Mushrooms as Base Details
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Tools and Supplies:
- A Pin Vise
- Small Pins
- White Primer (Decrolon)
- Zap-A-Gap is an excellent super glue used for miniatures and modeling. For particularly small parts, put some Zap-A-Gap on a space piece of plastic and, using tweezers, dip the small part into the glue -- it's a lot more accurate than using the tip of the bottle.Zap-A-Gap
- Vallejo Cadmium Maroon
- GW Red Gore
- GW Blood Red
- GW Bleached Bone or Vallejo Pale Sand
- Green Stuff, or Kneadatite, is the most common two-part epoxy that sculpters use to craft miniatures. This is not due to any wonderful sculpting properties (in fact, it sculpts somewhat like chewing gum), but because it's heat resistant enough to survive the vulcanizing mold process. Most miniature stores carry this now.Green Stuff Epoxy Putty (optional)
- Candle (optional)
So you've laboured over a figure for hours on end, only to sprinkle some sand on the base and call it done. Beyond any doubt, a poorly executed base can detract from an otherwise beautiful piece of miniature art. Bases need a little visual interest -- otherwise they're just dull little circles of plastic with dirt glued on.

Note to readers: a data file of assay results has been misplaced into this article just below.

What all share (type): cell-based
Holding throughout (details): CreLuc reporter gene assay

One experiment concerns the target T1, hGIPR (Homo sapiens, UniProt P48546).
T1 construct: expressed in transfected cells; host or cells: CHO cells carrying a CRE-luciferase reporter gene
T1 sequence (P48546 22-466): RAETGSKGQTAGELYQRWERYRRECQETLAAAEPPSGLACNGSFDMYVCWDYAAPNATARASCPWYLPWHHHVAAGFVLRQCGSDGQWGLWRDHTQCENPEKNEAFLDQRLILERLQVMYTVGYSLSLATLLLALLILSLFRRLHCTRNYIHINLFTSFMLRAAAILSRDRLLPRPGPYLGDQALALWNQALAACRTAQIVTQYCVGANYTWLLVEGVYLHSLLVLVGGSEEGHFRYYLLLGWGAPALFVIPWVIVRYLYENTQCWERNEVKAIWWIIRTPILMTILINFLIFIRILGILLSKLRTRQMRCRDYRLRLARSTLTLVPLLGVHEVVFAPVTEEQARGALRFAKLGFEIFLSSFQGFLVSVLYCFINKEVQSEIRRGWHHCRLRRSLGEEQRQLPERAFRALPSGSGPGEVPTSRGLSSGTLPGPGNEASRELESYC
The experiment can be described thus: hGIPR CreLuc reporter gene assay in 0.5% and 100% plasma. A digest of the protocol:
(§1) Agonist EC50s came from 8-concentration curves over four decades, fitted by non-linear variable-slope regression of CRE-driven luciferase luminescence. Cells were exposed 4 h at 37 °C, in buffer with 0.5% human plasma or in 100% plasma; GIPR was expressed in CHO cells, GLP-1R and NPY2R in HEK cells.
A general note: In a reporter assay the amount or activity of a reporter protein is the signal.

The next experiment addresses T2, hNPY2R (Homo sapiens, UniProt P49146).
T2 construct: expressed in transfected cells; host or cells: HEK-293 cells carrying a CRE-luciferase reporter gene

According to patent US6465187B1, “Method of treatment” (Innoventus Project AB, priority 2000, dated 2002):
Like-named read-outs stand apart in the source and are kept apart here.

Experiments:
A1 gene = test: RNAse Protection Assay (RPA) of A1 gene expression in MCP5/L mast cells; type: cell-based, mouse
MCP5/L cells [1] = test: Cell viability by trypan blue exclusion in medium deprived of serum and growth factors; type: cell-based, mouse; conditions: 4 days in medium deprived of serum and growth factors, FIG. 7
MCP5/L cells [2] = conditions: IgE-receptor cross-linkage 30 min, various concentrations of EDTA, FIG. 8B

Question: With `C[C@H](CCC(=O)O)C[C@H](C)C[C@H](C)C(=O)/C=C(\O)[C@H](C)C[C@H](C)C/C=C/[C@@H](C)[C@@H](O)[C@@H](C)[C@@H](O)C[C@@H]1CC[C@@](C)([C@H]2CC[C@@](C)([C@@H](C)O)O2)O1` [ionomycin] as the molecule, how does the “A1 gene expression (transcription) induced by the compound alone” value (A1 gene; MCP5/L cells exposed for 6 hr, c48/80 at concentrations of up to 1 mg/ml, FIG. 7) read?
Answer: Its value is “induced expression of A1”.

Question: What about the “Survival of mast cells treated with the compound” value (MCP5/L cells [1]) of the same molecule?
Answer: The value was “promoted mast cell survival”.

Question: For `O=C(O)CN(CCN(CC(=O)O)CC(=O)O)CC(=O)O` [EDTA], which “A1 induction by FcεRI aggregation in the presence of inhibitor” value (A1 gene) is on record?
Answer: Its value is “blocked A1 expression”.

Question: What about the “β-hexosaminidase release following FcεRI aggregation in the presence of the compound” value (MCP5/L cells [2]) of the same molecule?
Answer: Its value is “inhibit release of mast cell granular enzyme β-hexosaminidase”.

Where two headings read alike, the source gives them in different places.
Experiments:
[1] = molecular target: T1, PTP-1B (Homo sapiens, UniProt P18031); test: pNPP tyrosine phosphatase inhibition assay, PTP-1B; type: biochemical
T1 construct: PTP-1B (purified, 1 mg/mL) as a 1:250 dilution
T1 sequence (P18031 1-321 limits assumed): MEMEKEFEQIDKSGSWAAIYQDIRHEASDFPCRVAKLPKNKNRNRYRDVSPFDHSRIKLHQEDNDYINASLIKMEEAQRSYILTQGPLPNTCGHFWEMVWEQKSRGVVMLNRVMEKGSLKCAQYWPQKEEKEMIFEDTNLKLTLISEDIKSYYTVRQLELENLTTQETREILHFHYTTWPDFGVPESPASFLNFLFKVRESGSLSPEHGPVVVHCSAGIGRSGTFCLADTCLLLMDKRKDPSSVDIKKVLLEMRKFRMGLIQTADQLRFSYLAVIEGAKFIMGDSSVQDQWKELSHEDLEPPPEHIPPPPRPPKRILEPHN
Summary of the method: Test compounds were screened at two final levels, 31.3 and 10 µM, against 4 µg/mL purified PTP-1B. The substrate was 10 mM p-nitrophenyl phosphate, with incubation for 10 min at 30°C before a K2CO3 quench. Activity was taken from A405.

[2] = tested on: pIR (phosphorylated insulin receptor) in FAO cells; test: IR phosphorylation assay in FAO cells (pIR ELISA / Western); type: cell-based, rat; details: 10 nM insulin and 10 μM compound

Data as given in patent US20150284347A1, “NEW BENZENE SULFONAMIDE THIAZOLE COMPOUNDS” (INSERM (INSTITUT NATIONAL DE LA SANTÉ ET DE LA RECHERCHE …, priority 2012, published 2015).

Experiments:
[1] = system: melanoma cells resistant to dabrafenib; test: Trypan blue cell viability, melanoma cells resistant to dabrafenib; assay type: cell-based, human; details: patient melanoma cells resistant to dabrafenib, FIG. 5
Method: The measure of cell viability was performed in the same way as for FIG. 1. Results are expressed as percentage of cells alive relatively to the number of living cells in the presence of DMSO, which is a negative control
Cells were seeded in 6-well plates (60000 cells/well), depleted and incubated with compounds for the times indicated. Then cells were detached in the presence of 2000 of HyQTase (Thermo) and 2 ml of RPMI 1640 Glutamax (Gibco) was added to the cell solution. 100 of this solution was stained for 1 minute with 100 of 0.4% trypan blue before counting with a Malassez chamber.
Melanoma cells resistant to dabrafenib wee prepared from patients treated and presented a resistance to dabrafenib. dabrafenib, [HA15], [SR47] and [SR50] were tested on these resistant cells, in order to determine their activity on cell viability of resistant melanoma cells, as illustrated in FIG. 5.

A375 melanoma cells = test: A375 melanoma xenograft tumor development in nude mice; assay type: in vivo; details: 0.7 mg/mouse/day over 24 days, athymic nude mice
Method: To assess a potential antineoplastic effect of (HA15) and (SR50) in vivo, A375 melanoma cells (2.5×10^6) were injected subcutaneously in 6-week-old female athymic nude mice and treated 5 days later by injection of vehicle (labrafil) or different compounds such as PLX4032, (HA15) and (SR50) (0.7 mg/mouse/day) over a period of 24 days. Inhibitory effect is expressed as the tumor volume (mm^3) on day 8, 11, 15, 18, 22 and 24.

Luckily, it's extremely easy to add basic yet interesting elements to a base. One of the simpliest is adding small speciality items like mushrooms and cat-tails. These are very easy to create.
We'll start with basic mushrooms and move on to the more advanced mushrooms later.
The key to good mushrooms is finding a good pin with the right type of head. Once again luck is with us, as your typical pin is very common -- such as used in new shirts or in sewing -- and makes a perfectly scaled mushroom with just a little bit of work.
I keep a small tin filled with pins handy for various purposes. Not only do they work wonderfully for faux mushrooms, but they also serve to hold small pieces in place, make excellent supports for pinning larger models (instead of paper clips, which can be too bulky), and are handy for very fine detail work when sculpting with green stuff.
In general, you only want the top 25-20% of the pin, including the head. Of course, you can make it longer or shorter depending on your tastes. The only thing required is that the mushroom have a long enough stem to glue into a hole in the base and still rise slightly above whatever other ground or terrain you use to cover your base.
This step is quite clear: using a pin vice, I drilled two holes into the plastic base where the mushrooms would be inserted. Like all elements of visual interest, placement is important to the overall feel but ultimately up to individual taste. Just remember that mushrooms in real life tend to cluster together. You could even go crazy and put a miniature in the middle of a mushroom ring.
For this tutorial, I'm only putting in two basic mushrooms. This is a small figure -- one of the Reaper Halloween familiars -- so I don't want to overwhelm the miniature with too much visual interest on the base. Tweezers will prove perfect to place the tiny mushrooms into their appropriate holes.
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